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Zann Gill

Zann Gill
, (M.Arch., Harvard; PhD ABD on Collaborative Intelligence), became interested in innovation while working for Buckminster Fuller through Fuller & Sadao Architects Inc. Later, with a DAAD research fellowship at the Institute for Lightweight Structures, University of Stuttgart, Germany, she developed formats to promote cross-disciplinary innovation. This pre-Internet work evolved into the catalyZer method she now uses to enable cross-disciplinary collaboration. While working at NASA Ames Research Center, she wrote the program plan for BEACON (Bio-Evolutionary Advanced Concepts) Collaboratory across Bio-IT and was Director of Program Development for IASC (Institute for Advanced Space Concepts), a proposed cross-institutional facility for the NASA Research Park to enable NASA, university, and industry collaboration, which later became the UARC. She also developed the initial program plan for an astrobiology program for NASA University.

Previous government contracts included: Small Business Innovation Research (SBIR) contracts from the U.S. Department of Energy, the U.S. National Science Foundation, and the National Endowment for the Arts. She developed preliminary plans and frameworks for multi-sector participation in Master Planning for large scale projects, including a concept for a "Superpark" along the Boston, MA Route 128 High Tech corridor (first corporate office park with telecommunications links to the major university networks); strategic plans for university high tech parks, consulting to the National Museum of Australia, Optus Telecommunications, and on the development of new university academic programs. She won a Progressive Architecture Citation for research, awards in two national design competitions, and a Women in Design International Award in architecture.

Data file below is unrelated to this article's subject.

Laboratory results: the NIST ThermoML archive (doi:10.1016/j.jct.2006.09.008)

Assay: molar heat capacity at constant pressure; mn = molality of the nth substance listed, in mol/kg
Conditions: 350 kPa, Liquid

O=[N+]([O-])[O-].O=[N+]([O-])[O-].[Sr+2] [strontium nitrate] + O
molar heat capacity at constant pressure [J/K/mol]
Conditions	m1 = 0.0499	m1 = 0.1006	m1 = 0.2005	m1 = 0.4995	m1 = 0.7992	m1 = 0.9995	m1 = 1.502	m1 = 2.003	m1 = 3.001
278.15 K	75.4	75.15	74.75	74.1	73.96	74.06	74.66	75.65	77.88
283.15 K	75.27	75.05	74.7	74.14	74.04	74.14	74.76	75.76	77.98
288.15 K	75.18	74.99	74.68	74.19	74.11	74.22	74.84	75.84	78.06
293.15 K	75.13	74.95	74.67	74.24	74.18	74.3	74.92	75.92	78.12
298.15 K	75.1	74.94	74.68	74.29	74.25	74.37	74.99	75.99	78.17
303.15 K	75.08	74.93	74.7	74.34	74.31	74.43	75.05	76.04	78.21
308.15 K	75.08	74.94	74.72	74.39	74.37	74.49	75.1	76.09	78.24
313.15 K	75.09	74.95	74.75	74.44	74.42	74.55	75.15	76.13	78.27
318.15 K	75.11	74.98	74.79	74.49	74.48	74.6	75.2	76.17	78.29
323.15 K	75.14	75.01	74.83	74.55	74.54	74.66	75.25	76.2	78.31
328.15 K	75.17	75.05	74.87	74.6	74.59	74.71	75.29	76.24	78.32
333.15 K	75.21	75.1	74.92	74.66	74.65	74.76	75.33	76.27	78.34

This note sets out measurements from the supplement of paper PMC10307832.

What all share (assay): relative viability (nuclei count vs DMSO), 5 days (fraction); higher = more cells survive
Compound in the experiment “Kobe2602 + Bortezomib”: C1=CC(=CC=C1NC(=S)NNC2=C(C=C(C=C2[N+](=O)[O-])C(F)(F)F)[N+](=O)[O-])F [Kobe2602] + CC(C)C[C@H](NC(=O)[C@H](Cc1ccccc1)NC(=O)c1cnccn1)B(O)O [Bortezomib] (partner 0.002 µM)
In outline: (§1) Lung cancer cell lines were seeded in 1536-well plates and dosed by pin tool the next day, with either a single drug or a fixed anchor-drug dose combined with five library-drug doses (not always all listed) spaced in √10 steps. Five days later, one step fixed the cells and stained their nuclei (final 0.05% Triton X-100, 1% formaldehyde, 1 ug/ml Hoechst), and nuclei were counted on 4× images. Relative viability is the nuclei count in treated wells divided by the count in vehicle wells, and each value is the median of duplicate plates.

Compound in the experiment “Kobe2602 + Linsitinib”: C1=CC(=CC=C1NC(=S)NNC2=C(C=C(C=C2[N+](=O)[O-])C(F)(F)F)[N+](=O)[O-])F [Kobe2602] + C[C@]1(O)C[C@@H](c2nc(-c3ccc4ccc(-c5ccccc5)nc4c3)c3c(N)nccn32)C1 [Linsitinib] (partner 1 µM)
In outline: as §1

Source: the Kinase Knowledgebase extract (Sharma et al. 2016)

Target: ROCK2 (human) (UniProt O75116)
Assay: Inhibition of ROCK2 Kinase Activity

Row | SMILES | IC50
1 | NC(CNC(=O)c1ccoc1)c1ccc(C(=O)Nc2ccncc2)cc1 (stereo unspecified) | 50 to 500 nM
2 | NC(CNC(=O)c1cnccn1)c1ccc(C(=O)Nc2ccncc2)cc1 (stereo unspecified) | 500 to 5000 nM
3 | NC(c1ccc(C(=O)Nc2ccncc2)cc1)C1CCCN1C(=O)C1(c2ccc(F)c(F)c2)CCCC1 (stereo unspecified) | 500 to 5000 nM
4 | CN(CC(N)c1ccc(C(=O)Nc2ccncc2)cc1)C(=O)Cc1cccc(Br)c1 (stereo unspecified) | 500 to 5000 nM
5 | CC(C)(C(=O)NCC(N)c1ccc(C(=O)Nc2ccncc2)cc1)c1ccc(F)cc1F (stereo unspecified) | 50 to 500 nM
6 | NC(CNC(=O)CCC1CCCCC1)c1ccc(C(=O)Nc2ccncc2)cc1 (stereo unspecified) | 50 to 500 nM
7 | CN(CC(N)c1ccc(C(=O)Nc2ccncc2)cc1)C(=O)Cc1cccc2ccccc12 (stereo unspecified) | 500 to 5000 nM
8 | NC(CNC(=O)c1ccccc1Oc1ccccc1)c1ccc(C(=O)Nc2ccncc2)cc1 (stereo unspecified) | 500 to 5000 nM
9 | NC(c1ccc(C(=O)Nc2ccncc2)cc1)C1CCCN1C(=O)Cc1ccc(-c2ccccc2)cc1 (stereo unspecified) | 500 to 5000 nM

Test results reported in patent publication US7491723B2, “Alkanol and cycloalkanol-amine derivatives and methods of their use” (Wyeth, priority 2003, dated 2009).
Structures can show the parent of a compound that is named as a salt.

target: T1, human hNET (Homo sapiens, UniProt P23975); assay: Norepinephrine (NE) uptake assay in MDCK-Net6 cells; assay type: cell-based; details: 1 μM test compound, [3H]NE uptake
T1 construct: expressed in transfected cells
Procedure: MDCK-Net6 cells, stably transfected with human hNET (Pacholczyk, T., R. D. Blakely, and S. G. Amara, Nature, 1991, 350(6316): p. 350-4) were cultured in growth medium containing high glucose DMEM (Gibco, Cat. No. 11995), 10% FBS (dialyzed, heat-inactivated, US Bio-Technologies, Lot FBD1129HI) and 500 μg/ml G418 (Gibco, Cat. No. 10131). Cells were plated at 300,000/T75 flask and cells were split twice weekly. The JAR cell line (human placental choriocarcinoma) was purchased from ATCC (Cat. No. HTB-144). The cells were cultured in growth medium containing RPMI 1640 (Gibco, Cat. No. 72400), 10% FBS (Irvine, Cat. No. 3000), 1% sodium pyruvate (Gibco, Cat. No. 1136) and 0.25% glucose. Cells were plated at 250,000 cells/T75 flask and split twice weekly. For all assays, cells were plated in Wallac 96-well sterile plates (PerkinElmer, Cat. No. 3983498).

In 1986 Zann Gill prepared a first-phase submission to Japan's international competition, Kawasaki: Information City of the 21st Century, sponsored by Japan's Association for Planning Administration and the Mainichi Newspapers with collaboration of ten ministries and three agencies of the Japanese government. Out of 213 entries from 25 countries, hers was one of fourteen finalists invited to participate in the invitational second phase of the competition, and in the second phase tied for first place with Matsushita (now Panasonic) in joint venture with Nohmura Research and with the Mozuna Group. Her entry won the Award of the Mayor of Kawasaki.

Zann Gill currently lives and works in the Bay Area, California. While a former resident of Massachusetts, she was appointed to the Massachusetts Governor's Advisory Board on Women's Business Enterprise. For more information, visit her website.

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Process – catalyZer and the TRACE Model